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Effect of the Alexander Technique on Muscle Activation, Movement Kinematics, and Performance Quality in Collegiate Violinists and Violists: A Pilot Feasibility Study

Rachelle C. Wolf, Harvey P. Thurmer, William P. Berg, Henry E. Cook, L. James Smart
From: Medical Problems of Performing Artists: Volume 32 Number 2: Page 78 (June 2017)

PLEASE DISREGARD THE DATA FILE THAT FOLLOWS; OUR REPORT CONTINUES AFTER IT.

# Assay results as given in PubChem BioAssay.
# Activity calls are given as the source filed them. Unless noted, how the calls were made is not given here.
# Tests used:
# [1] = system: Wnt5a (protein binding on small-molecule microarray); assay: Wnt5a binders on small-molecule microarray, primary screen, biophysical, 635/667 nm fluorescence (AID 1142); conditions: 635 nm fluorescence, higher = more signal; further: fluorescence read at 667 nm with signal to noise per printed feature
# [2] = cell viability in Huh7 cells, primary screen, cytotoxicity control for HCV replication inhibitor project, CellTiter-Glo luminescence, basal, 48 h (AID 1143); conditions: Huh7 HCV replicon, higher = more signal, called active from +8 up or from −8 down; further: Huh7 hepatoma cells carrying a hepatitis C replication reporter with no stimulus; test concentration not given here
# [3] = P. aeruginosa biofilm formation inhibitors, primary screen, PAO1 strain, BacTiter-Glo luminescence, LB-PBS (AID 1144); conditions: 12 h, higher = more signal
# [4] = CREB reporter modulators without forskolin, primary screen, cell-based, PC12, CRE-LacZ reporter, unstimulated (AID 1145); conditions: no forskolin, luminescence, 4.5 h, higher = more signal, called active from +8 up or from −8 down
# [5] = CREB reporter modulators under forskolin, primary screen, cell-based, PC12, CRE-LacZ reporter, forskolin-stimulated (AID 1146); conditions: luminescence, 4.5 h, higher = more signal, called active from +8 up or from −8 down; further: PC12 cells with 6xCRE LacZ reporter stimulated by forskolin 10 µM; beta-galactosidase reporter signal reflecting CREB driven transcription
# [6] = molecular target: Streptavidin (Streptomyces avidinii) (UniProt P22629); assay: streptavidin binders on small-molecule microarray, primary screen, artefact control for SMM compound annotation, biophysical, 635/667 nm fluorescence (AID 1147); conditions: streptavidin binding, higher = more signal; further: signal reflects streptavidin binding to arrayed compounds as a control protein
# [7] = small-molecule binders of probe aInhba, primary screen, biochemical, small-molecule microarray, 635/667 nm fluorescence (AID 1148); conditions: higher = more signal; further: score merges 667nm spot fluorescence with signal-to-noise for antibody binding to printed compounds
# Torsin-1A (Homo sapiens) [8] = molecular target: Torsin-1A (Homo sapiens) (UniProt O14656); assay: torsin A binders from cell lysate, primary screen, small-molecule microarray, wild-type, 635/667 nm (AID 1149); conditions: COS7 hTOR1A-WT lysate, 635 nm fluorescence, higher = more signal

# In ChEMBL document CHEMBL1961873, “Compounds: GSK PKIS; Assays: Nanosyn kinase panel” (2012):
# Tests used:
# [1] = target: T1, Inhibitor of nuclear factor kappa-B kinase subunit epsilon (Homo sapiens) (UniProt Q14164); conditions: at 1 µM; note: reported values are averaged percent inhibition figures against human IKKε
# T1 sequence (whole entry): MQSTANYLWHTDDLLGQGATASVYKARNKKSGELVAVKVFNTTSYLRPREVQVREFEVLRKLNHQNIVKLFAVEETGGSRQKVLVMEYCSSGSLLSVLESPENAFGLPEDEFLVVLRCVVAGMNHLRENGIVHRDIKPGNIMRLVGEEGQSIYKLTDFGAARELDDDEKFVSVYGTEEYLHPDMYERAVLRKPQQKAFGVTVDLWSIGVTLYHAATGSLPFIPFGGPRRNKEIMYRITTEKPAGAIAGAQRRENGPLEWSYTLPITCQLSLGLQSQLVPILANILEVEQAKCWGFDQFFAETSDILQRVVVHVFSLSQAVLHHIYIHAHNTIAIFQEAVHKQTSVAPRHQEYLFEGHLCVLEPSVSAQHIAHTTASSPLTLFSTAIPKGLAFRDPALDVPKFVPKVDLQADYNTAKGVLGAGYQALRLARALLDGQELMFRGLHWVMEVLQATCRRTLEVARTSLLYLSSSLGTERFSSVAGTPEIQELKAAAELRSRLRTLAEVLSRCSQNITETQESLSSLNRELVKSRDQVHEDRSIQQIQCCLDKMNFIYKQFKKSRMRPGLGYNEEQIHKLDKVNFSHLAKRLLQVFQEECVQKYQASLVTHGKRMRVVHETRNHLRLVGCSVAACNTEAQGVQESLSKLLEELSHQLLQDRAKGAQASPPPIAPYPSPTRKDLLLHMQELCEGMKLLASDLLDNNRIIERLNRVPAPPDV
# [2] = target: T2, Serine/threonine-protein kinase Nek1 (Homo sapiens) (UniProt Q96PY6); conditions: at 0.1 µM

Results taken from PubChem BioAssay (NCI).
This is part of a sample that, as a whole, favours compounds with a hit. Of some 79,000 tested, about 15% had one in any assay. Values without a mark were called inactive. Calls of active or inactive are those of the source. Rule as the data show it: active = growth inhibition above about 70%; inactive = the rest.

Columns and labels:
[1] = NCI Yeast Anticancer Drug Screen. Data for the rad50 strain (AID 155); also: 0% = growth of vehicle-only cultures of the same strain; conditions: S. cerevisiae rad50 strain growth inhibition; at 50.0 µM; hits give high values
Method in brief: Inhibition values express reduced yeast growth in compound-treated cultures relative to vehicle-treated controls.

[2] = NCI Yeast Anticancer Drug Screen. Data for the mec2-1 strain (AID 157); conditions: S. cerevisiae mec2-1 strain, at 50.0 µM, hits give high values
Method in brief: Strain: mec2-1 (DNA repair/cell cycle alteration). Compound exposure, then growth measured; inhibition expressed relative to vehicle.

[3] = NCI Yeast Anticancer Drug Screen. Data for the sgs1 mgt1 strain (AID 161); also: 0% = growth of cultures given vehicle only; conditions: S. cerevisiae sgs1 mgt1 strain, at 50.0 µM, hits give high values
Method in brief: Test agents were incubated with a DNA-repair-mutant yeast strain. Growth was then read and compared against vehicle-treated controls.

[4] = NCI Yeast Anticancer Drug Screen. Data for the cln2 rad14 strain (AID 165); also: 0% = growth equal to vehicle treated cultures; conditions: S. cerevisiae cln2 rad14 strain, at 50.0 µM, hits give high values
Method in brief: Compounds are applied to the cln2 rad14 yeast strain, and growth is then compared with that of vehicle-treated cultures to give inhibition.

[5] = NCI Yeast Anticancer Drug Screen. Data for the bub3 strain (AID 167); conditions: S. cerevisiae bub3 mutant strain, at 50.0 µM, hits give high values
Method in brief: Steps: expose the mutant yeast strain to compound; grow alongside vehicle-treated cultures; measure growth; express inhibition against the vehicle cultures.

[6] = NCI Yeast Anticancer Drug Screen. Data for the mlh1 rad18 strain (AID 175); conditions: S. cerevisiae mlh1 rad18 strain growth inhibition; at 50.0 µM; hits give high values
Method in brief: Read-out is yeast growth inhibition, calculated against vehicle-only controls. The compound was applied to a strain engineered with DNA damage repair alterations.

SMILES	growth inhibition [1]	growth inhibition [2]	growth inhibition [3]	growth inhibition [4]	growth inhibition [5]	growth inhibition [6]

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Abstract: Musicians are trained to attend to aural and visual senses, to the detriment of kinesthetic awareness, which often results in unnecessary muscle tension and narrowed attentional focus. The Alexander technique (AT) addresses these concerns by approaching action using a process of whole-body consciousness. Incorporation of AT concepts into skill practice may reduce static tension in playing and result in both prevention of injury and improved quality of performance, but objective evidence of these effects is lacking. This pilot feasibility study was designed to determine if muscle activation, movement kinematics, musical performance, and qualitative self-assessment over the course of a 10- week AT intervention are viable means to assess the efficacy of AT in violinists/ violists. Two groups of collegiate violinists and violists participated: Group A (n=4) participated in weekly 1-hour group AT lessons and kept a personal journal of their progress. Group B (n=3) received no AT lessons. Pre- and post tests included muscle activation recorded using electromyography (EMG) and movement kinematics recorded via motion tracking as musicians played a scale and a Kreutzer étude. Performance was also video-recorded and evaluated by an expert for quality and kinesthetic awareness. The results suggest that the measures and intervention employed could, with some adaptation, be a viable means of determining the potential benefits of AT training.

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